The Quartering Act of 1774 – The Background
The Boston Tea Party was a turning point in the relationship between Great Britain and the colonies in America. Prior to the Tea Party, the colonies had rights and privileges unique among British colonial possessions. However, after the Tea Party, the British government decided that the colonies (particularly Massachusetts) had moved from being simply troublesome to being in outright rebellion. The British government passed a series of Laws or Intolerable Acts, designed to punish the colonists for their misdeeds.
The Quartering Act of 1774 – The Details
One of the acts was the Quartering Act of 1774, which was made law on June 2. This law was an amendment to the original Quartering Act which had been passed in 1765. The purpose of a quartering act is twofold: first, this act allows for a very close supervision of suspected rebels, and second, it does so while shifting the cost of feeding, housing, and clothing a soldier is shifted to the people that are sheltering that soldier.
In the Act of 1774, several changes had been made to the original law. First, the original law had required that soldiers be quartered in homes, but had little enforcement by the colonial government. The Act of 1774, however, made provision that soldiers might occupy barns and other private buildings if not given approved housing. Further, this act included provisions that would prevent British soldiers from being held to military law while in the colonies, meaning that a soldier would not be held to the much higher standard of military law if stationed in the colonies. Coupled to the Administration of Justice Act (another of the Intolerable Acts), British soldiers accused of committing crimes would be sent to England to stand trial – a measure designed to prevent the potential abuse of power by officers while stationed in the colonies.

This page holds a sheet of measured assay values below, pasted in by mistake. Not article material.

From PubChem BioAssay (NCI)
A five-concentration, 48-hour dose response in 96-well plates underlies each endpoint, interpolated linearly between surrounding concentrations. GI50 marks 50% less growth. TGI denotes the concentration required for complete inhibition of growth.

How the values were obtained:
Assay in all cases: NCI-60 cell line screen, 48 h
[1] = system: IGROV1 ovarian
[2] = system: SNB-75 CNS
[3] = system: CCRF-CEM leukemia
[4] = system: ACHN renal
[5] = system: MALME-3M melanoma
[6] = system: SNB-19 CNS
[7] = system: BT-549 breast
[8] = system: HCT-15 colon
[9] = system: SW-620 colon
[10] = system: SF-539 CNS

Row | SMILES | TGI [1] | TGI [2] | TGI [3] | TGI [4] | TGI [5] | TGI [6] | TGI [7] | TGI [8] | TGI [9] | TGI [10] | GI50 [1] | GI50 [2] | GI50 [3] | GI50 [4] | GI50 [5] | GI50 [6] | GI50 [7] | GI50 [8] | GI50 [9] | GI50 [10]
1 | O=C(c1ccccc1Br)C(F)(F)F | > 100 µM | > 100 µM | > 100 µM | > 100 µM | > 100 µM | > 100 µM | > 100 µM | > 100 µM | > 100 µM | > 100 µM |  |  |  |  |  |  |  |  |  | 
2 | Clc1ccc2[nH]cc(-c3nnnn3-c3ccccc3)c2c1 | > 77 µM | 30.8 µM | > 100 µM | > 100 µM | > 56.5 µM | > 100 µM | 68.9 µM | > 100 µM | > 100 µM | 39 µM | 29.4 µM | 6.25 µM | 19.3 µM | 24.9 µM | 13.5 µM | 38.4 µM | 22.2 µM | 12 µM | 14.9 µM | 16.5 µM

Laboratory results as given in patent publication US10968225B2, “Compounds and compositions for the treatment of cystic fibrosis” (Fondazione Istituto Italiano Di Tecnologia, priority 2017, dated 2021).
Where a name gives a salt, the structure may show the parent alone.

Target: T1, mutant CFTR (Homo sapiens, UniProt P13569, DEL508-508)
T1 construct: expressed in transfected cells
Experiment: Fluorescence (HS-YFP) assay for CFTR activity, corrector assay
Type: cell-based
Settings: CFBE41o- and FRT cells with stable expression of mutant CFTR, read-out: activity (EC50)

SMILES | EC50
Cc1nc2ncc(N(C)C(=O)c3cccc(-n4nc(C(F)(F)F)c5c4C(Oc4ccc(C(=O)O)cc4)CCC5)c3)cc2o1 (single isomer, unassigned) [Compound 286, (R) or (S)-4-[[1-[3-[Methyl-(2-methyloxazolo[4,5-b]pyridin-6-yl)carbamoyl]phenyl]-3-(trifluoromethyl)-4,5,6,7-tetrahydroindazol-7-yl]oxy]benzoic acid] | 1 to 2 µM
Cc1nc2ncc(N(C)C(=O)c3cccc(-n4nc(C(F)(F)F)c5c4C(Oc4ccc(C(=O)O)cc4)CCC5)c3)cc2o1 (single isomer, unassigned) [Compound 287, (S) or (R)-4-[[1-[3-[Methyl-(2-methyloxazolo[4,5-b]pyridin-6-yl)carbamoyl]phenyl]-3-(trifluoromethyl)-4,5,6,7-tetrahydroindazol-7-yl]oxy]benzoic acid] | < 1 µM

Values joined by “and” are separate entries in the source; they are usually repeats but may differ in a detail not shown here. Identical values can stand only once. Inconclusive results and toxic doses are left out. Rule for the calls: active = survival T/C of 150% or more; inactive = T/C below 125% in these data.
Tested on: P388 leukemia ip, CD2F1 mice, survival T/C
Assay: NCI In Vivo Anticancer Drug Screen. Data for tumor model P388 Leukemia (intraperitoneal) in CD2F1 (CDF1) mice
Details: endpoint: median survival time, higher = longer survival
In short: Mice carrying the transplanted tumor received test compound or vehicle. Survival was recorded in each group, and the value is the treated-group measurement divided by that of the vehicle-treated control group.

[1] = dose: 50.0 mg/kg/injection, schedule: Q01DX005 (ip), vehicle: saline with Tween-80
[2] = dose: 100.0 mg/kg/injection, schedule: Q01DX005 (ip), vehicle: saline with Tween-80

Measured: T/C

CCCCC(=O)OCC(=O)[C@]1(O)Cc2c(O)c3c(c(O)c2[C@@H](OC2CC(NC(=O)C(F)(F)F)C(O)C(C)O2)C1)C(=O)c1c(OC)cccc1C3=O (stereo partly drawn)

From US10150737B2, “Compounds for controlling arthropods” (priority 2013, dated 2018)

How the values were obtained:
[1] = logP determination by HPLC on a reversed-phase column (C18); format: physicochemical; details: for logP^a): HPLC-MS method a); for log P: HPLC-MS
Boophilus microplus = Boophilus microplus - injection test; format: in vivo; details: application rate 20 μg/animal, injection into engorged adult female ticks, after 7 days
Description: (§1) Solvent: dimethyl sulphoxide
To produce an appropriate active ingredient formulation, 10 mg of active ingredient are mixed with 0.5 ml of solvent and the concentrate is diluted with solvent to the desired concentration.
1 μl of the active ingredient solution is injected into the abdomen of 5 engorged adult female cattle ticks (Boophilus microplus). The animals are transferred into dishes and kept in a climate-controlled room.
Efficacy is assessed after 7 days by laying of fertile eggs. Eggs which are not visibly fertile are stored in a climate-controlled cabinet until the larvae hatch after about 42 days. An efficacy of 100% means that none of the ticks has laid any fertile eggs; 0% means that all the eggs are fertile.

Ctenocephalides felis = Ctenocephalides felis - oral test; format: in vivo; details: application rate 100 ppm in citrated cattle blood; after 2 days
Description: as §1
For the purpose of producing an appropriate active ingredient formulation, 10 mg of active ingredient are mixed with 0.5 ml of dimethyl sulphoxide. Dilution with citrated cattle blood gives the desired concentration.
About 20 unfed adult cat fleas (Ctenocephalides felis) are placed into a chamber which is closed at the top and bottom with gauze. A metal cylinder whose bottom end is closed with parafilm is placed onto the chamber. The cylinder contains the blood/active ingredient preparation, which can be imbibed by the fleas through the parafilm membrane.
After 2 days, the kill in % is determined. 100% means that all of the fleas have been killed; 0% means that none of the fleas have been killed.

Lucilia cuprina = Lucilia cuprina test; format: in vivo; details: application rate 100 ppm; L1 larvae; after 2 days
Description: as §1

The Quartering Act of 1774 – The Aftermath
The overall purpose of the Quartering Act of 1774 was to punish Massachusetts for its participation in the Boston Tea Party, and, along with the other Intolerable Acts, to provide a deterrent for other potential colonial rebels. The act was largely a failure, however, in that it did not stop other colonists from taking up the cause against Britain, and, in point of fact, may have actually helped convince neutral colonists to side with those seeking independence.